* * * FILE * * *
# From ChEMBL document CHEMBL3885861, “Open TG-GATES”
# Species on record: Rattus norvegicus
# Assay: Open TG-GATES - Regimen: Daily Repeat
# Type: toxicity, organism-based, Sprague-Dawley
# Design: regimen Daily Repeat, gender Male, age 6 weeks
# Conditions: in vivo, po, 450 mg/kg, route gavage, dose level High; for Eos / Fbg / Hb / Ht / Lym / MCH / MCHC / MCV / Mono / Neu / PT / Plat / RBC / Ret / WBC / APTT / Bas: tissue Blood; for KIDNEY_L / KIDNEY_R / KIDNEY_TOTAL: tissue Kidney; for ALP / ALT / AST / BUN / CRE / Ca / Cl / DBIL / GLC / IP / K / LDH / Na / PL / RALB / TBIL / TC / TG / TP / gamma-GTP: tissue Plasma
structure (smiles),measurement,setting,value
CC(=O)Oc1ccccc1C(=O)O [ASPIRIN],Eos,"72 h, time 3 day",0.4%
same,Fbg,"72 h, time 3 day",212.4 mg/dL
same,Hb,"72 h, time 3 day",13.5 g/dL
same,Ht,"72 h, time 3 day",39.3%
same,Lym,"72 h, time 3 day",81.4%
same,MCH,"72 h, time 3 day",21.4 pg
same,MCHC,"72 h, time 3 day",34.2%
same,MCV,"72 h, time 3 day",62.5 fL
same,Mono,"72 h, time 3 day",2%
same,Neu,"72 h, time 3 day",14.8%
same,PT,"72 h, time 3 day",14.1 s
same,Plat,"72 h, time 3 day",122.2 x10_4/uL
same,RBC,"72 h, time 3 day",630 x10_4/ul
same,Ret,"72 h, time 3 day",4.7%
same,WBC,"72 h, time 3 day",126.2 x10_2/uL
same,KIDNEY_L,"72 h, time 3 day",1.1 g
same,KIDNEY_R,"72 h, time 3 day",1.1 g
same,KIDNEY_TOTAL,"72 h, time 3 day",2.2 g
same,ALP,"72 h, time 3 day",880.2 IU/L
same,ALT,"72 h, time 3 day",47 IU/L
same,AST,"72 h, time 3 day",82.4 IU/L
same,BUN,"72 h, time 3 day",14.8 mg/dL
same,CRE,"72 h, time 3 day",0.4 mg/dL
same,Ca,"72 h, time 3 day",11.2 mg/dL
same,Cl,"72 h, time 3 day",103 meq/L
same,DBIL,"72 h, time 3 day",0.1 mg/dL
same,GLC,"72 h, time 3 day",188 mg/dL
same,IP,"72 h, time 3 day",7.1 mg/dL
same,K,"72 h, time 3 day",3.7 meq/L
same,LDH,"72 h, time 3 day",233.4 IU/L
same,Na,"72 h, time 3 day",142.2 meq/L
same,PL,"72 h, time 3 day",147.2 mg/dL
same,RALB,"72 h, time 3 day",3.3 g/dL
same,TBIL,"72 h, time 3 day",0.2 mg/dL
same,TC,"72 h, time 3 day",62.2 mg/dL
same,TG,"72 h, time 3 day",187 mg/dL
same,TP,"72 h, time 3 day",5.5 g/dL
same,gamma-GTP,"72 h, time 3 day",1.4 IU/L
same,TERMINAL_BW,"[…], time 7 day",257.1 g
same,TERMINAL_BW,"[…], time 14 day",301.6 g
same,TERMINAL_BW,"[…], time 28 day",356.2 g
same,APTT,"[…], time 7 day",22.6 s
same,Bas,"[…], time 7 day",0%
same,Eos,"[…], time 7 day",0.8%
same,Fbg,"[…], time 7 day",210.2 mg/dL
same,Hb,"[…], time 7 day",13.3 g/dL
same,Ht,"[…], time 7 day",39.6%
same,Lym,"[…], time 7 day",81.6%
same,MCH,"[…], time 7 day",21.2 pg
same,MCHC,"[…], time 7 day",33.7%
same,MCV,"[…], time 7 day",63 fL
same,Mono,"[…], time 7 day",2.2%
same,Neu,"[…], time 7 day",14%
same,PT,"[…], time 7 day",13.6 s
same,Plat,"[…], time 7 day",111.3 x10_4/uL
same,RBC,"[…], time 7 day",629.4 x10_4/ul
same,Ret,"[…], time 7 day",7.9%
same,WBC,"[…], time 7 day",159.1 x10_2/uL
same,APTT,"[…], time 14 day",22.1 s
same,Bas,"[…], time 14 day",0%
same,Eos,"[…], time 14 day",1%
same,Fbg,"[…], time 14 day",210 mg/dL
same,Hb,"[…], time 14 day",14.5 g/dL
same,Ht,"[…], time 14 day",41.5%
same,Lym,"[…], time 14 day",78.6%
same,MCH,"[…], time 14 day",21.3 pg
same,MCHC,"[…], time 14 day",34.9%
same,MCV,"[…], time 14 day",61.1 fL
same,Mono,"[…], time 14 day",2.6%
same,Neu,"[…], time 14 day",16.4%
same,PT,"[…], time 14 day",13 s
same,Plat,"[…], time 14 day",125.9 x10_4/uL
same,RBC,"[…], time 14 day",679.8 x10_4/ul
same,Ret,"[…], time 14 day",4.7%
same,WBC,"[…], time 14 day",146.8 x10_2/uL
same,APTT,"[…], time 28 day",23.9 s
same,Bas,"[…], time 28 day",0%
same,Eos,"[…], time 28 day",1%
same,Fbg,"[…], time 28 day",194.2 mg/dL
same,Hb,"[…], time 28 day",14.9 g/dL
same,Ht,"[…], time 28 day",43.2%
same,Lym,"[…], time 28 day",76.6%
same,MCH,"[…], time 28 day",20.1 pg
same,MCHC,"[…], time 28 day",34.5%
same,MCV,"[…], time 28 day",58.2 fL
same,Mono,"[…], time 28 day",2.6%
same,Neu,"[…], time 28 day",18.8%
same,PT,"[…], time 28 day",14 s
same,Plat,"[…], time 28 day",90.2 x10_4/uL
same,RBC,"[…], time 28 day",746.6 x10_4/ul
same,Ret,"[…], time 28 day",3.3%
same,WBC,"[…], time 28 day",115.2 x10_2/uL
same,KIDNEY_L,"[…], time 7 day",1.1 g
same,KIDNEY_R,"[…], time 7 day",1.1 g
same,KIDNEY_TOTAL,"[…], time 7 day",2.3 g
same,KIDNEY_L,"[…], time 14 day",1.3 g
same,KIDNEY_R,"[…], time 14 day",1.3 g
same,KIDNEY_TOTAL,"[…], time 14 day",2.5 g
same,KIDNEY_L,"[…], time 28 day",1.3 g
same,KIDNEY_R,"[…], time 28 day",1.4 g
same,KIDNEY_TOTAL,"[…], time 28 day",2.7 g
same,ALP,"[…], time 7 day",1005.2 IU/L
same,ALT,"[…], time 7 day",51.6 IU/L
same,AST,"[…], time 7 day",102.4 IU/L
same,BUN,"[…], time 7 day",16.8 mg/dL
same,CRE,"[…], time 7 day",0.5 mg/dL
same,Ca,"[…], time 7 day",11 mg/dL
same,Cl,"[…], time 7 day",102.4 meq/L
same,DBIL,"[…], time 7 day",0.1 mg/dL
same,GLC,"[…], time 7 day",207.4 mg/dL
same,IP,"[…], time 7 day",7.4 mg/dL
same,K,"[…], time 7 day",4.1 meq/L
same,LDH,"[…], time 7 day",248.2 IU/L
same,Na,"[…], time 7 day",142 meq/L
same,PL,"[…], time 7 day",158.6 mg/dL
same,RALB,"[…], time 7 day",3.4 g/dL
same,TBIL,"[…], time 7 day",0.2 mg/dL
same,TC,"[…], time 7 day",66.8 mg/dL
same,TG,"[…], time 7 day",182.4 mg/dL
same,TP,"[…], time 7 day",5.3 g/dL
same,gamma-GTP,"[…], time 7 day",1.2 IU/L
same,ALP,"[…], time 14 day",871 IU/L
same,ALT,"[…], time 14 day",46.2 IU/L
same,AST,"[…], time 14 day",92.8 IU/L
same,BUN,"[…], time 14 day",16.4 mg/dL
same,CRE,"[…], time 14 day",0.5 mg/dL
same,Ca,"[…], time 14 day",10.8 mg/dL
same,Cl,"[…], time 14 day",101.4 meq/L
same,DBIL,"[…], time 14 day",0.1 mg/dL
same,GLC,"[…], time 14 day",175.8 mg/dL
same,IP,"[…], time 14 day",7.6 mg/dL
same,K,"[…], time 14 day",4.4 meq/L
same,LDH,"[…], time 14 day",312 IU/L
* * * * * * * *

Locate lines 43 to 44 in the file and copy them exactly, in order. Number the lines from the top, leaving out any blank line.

same,TG,"72 h, time 3 day",187 mg/dL
same,TP,"72 h, time 3 day",5.5 g/dL